D and I read Armistead Maupin's Tales of the City series and loved the fact that there were several different relationships and plotlines--a bouquet of mini subplots--that shared little in common except for the fact that they all originated in Mrs. Madrigal's house at 28 Barbary Lane. So before we'd even typed a word of Sculpting Anna, we decided that we'd try to do something similar--weave together multiple plots that share the same soil and perhaps a bit of sun but little else--each having a life of its own. And yes, we knew that this was dangerous territory we were entering. We wouldn't be, as lesbian novelist Cari Hunter so eloquently said, "toeing the lesfic line." Many of the heavy hitters in the world of lesbian romance have ventured into the murky waters of unconventional plots, and quite a few of them have been successful at it. But let's face it, we weren't heavy hitters. We were guppies. No, we were tadpoles praying that we didn't get sucked into the pool filter (a little Florida humor). And this book was our very first conversation with readers.

Can you remember the first time you were granted the privilege of sitting at the adult table on Thanksgiving? Like me, you were probably told to "be quiet and polite and pick your silverware--salad fork, dessert fork, etc.-- by watching what everyone else does." Well, D and I didn't do that. We just wrote a story that we think we'd enjoy and fervently prayed that we're not the only ones.

Sculpting is out there now on people's nightstands--the place their owner's eyes closed marked with a napkin, a torn magazine page, or, if they're like me, some random receipt they found in the pocket of their jeans while separating the laundry. And we're anxiously waiting to hear what those readers think and whether they'll invite us back to the adult table next year, even if we might use the wrong spoon for the soup, laugh a little too loudly, and drop some gravy on our blouse or mashed potato on the floor. I mean, the dog will get it, right?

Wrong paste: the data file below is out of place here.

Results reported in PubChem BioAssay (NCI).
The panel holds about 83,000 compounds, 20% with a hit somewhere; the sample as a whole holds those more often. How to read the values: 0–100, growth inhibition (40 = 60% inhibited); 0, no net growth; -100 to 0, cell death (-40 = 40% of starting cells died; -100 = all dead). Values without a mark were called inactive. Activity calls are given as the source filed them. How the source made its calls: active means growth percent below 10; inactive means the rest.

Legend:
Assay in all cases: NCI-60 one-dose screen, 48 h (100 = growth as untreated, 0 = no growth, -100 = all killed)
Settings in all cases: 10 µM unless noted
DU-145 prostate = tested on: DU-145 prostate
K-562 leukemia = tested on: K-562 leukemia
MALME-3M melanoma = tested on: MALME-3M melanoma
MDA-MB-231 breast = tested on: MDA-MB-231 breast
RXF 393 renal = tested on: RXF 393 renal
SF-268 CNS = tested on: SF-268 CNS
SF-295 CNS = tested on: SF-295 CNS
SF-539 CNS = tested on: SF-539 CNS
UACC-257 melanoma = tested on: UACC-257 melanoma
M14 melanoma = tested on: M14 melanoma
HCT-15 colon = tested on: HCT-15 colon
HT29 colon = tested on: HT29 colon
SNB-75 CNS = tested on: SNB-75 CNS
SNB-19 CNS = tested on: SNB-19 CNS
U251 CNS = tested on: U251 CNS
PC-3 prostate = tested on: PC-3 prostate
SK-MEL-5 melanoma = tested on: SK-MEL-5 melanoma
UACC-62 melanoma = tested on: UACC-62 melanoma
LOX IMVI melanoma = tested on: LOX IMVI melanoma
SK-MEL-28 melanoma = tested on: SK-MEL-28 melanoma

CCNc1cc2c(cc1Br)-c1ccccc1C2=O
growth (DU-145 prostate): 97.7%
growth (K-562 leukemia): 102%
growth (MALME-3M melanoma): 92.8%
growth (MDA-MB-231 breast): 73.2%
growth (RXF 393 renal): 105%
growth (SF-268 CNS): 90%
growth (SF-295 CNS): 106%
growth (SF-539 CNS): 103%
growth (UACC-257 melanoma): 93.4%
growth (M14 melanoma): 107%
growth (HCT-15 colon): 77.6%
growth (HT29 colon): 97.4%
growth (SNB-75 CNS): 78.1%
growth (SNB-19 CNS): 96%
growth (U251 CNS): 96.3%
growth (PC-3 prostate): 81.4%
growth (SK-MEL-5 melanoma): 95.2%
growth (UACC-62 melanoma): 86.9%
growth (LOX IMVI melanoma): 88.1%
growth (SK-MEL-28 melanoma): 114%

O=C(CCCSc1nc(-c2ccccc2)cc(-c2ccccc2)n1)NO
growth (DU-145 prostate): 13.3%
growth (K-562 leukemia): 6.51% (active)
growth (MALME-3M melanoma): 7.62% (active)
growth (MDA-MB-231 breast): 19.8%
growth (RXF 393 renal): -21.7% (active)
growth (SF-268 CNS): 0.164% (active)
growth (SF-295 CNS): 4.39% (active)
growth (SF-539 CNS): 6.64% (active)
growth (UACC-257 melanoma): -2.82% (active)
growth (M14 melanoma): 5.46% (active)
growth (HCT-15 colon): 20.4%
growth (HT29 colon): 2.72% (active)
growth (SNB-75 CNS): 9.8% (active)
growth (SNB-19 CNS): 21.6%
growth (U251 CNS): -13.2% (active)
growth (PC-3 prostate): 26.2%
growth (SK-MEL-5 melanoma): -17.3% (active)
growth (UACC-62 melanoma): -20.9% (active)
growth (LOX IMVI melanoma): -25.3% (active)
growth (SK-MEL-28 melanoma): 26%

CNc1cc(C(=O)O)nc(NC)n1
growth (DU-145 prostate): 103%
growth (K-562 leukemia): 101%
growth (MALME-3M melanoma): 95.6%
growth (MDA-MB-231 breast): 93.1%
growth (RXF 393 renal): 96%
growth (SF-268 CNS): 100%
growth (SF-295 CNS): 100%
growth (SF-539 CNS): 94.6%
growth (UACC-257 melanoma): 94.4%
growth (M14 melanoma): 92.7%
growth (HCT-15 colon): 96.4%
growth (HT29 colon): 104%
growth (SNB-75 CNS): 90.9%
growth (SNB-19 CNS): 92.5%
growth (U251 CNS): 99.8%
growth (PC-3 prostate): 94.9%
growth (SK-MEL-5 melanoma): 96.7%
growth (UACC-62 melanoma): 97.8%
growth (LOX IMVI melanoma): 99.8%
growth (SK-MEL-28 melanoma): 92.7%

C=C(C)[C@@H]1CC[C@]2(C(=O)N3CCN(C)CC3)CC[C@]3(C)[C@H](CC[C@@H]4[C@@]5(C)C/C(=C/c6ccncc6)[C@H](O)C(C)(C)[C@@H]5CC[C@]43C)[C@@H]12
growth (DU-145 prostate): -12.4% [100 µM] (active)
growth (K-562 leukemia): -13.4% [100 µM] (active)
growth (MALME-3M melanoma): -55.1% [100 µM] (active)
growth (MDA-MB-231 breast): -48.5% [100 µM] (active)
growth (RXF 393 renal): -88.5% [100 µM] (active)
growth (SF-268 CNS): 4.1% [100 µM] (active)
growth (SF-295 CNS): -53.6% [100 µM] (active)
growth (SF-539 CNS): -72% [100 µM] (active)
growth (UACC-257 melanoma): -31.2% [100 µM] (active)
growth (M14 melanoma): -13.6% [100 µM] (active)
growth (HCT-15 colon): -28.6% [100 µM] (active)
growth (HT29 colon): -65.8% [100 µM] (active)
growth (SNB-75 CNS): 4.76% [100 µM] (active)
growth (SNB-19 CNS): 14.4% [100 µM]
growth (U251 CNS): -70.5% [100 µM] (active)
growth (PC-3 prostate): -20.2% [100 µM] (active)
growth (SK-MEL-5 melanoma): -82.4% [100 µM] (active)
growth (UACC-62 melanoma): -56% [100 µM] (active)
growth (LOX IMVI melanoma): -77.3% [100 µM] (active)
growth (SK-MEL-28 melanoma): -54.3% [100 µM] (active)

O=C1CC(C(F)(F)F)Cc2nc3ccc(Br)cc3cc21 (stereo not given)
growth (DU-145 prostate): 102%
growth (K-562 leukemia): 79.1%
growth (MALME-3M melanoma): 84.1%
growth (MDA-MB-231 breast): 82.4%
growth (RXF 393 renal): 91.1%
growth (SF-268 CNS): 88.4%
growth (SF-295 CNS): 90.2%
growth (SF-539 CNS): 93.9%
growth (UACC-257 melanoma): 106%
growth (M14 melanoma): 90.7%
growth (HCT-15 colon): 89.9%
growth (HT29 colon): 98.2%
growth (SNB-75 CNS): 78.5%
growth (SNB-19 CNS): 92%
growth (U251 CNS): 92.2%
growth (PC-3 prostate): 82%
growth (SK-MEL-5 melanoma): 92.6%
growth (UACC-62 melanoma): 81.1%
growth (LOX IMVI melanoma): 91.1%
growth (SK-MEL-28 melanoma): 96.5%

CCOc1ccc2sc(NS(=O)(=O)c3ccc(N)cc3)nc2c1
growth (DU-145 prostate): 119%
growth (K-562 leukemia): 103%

Monday, August 17, 2015

Magical "Bufferfly"

So I'm sitting in the Toyota service waiting area for the beginning of *apparently* a two-hour marathon of annoying commercials singing the praises of the newer model cars that I don't have but find that I suddenly want as I wait for my airbag to be repaired so that it doesn' me. And I can't help but watch as countless technicians with their Toyota-branded red polos tucked neatly into their pressed chinos tell unsuspecting customers that the x, y, and z in their vehicles need to be replaced for a *gulp* obscene amount of money. And if they don't sign on the dotted line and hand over their plastic, the smiling, neatly tucked technician explains, they will likely get stranded in the middle of the highway, be subsequently run over by some semi tractor trailer, and have to be scraped off the pavement like a salted slug.